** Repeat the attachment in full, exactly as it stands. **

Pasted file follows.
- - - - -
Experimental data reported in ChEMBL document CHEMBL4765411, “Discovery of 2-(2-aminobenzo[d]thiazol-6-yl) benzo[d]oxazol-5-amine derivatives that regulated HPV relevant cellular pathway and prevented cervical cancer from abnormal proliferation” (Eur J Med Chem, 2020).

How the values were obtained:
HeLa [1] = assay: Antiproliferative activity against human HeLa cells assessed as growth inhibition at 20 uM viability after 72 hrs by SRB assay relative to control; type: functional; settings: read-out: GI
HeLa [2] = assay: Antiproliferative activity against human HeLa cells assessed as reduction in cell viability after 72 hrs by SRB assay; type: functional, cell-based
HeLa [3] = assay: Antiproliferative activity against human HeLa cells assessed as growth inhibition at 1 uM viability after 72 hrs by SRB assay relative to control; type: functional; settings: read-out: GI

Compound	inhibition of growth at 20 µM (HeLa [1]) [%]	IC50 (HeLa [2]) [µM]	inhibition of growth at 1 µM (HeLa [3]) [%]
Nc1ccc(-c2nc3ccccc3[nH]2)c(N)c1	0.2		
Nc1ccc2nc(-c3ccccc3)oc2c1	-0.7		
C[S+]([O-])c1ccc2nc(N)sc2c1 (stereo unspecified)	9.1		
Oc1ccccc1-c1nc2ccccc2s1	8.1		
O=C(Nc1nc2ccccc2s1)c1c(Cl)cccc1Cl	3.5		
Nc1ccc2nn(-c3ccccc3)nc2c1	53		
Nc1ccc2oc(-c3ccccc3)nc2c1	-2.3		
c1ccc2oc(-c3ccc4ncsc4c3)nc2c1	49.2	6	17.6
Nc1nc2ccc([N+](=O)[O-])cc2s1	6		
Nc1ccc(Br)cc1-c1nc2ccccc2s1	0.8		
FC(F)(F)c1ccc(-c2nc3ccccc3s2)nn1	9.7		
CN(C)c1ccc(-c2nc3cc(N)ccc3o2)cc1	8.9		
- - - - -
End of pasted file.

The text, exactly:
Experimental data reported in ChEMBL document CHEMBL4765411, “Discovery of 2-(2-aminobenzo[d]thiazol-6-yl) benzo[d]oxazol-5-amine derivatives that regulated HPV relevant cellular pathway and prevented cervical cancer from abnormal proliferation” (Eur J Med Chem, 2020).

How the values were obtained:
HeLa [1] = assay: Antiproliferative activity against human HeLa cells assessed as growth inhibition at 20 uM viability after 72 hrs by SRB assay relative to control; type: functional; settings: read-out: GI
HeLa [2] = assay: Antiproliferative activity against human HeLa cells assessed as reduction in cell viability after 72 hrs by SRB assay; type: functional, cell-based
HeLa [3] = assay: Antiproliferative activity against human HeLa cells assessed as growth inhibition at 1 uM viability after 72 hrs by SRB assay relative to control; type: functional; settings: read-out: GI

Compound	inhibition of growth at 20 µM (HeLa [1]) [%]	IC50 (HeLa [2]) [µM]	inhibition of growth at 1 µM (HeLa [3]) [%]
Nc1ccc(-c2nc3ccccc3[nH]2)c(N)c1	0.2		
Nc1ccc2nc(-c3ccccc3)oc2c1	-0.7		
C[S+]([O-])c1ccc2nc(N)sc2c1 (stereo unspecified)	9.1		
Oc1ccccc1-c1nc2ccccc2s1	8.1		
O=C(Nc1nc2ccccc2s1)c1c(Cl)cccc1Cl	3.5		
Nc1ccc2nn(-c3ccccc3)nc2c1	53		
Nc1ccc2oc(-c3ccccc3)nc2c1	-2.3		
c1ccc2oc(-c3ccc4ncsc4c3)nc2c1	49.2	6	17.6
Nc1nc2ccc([N+](=O)[O-])cc2s1	6		
Nc1ccc(Br)cc1-c1nc2ccccc2s1	0.8		
FC(F)(F)c1ccc(-c2nc3ccccc3s2)nn1	9.7		
CN(C)c1ccc(-c2nc3cc(N)ccc3o2)cc1	8.9		